Ten ​Arguments For Deleting Your Social Media Accounts Right Now 3 csillagozás

Jaron Lanier: Ten Arguments For Deleting Your Social Media Accounts Right Now

A ​timely call-to-arms from a Silicon Valley pioneer.

You might have trouble imagining life without your social media accounts, but virtual reality pioneer Jaron Lanier insists that we’re better off without them. In Ten Arguments for Deleting Your Social Media Accounts Right Now, Lanier, who participates in no social media, offers powerful and personal reasons for all of us to leave these dangerous online platforms.

Lanier’s reasons for freeing ourselves from social media’s poisonous grip include its tendency to bring out the worst in us, to make politics terrifying, to trick us with illusions of popularity and success, to twist our relationship with the truth, to disconnect us from other people even as we are more “connected” than ever, to rob us of our free will with relentless targeted ads. How can we remain autonomous in a world where we are under continual surveillance and are constantly being prodded by algorithms run by some of the richest corporations in… (tovább)

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Henry Holt, New York, 2018
146 oldal · ASIN: B079DTVVG8

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Kiemelt értékelések

Morcant>!
Jaron Lanier: Ten Arguments For Deleting Your Social Media Accounts Right Now

Nem tudok sokat mondani róla, érdemes elolvasni, de én kicsit mást vártam. Lehet, hogy nem hangoskönyvben kellett volna hallgatnom, mert valahogy nem tudott annyira lekötni. Viszont voltak benne érdekességek, illetve olyan dolgok, amiken el lehet gondolkodni.

Erki_Tamás>!
Jaron Lanier: Ten Arguments For Deleting Your Social Media Accounts Right Now

Igazából nem sok újdonsággal szolgál a könyv annak, aki nyitott szemmel szörföl a közösségi oldalakon. A többieknek viszont annál inkább, mert remekül összefoglalja ezeknek az árnyoldalát: többek közt a függőséget és a befolyásolást. Ez – ahogy manapság mondani szokás – veszélyes.
Mindenképp csak ajánlani tudnám. Ja és legyünk macskák.


Népszerű idézetek

zsuzsyb>!

Ordinary people are bought together in a setting in which the main – or often the only – reward that’s available is attention. They can’t reasonably expect to earn money, for instance. Ordinary users can gain only fake power and wealth, not real power or health.

zsuzsyb>!

Media forms that promote truth are essential for survival, but the dominant media of our age do no such thing.

zsuzsyb>!

If owning everyone’s attention by making the world terrifying happens to be what earns the most money, then that is what will happen, even if it means that bad actors are amplified. If we want something different to happen, then the way money is earned has to change.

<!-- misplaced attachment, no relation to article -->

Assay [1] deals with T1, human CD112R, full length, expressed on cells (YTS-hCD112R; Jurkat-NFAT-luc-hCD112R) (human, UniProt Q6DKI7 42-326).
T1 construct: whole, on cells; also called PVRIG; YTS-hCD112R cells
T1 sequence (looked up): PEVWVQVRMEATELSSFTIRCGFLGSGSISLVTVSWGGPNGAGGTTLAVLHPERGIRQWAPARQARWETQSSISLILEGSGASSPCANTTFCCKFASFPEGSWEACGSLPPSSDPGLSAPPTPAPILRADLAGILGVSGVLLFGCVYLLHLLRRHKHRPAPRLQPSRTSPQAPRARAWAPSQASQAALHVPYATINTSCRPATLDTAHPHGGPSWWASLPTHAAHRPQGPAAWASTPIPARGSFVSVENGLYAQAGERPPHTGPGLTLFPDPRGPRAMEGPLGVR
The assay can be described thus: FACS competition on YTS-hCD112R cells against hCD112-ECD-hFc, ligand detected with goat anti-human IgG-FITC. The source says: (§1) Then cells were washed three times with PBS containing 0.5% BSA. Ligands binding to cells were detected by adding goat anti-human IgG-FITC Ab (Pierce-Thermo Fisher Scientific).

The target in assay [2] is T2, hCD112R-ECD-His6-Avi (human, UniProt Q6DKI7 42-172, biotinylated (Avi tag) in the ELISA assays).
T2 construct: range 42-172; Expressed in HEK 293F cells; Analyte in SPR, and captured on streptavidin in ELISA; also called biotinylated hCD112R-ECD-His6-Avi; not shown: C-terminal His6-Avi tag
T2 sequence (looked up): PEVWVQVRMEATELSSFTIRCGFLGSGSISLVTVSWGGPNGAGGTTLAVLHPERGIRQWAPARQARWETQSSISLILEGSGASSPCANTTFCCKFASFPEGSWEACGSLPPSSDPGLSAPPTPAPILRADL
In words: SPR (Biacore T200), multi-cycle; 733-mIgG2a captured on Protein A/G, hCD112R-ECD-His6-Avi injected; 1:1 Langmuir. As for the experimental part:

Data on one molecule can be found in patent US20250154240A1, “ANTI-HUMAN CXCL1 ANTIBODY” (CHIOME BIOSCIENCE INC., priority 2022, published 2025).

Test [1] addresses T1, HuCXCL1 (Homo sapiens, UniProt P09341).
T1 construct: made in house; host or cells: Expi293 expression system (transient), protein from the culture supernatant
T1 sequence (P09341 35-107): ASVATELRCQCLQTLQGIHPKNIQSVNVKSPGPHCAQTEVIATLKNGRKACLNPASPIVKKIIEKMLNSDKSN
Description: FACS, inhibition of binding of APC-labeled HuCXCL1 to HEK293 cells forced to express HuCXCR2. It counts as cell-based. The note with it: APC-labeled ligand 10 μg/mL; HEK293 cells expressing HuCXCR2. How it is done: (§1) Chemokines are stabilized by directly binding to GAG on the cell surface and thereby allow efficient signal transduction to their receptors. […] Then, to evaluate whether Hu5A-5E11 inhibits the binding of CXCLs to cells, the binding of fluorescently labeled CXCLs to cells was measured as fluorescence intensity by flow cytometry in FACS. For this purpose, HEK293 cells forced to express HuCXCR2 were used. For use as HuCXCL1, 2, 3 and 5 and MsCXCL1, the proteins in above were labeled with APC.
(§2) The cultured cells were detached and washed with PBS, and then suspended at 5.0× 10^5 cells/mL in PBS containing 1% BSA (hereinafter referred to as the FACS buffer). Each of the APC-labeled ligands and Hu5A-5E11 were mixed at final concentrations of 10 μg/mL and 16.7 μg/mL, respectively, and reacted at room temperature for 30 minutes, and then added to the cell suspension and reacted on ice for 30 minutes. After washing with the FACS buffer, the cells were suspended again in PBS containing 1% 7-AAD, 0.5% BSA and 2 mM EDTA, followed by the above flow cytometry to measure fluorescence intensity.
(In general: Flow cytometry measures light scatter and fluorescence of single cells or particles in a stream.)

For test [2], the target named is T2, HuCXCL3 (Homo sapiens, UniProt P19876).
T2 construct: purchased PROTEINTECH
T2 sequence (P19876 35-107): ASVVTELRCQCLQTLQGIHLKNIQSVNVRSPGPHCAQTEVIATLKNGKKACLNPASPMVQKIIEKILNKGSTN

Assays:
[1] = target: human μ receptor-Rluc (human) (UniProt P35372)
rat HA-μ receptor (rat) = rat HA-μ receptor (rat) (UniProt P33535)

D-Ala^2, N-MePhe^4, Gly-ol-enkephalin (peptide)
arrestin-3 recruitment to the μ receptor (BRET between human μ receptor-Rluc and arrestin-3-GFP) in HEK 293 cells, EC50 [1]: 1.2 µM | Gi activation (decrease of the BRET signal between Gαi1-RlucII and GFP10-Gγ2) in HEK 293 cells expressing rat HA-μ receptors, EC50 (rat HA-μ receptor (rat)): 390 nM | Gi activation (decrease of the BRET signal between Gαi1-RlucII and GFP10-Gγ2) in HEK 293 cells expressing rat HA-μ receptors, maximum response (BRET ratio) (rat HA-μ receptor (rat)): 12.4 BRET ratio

veliza7>!

If ordinary people were to get all happy and satisfied, they might take a moment away from the obsession with social media numbers and go frolic in the flowers or even pay direct attention to each other. But if they’re all on edge about whether they’re popular enough, worried about whether the world is imploding, or furious at morons who are thrust into the middle of their connections with friends and families, then they dare not disengage. They are hooked because of provoked natural vigilance.

veliza7>!

You know the adage that you should choose a partner on the basis of who you become when you’re around the person? That’s a good way to choose technologies, too.

veliza7>!

[…] somewhat random or unpredictable feedback can be more engaging than perfect feedback.

If you get a piece of candy immediately every time you say please as a child, you’ll probably start saying please more often. But suppose once in a while the candy doesn’t come. You might guess that you’d start saying please less often. After all, it’s not generating the reward as reliably as it used to.

But sometimes the opposite thing happens. It’s as if your brain, a born pattern finder, can’t resist the challenge. “There must be some additional trick to it,” murmurs your obsessive brain. You keep on pleasing, hoping that a deeper pattern will reveal itself, even though there’s nothing but bottomless randomness.


Hasonló könyvek címkék alapján

Neil Postman: Amusing Ourselves to Death
Taina Bucher: If…Then
Alain de Botton: The News
Naomi Wolf: The Beauty Myth
Douglas Rushkoff: Present Shock
Matt Ridley: The Evolution of Everything
Susan Sontag: Illness as Metaphor
Theodore Dalrymple: Life at the Bottom
Eric Schmidt – Jonathan Rosenberg – Alan Eagle: How Google Works
Jim Boulton: 100 Ideas That Changed the Web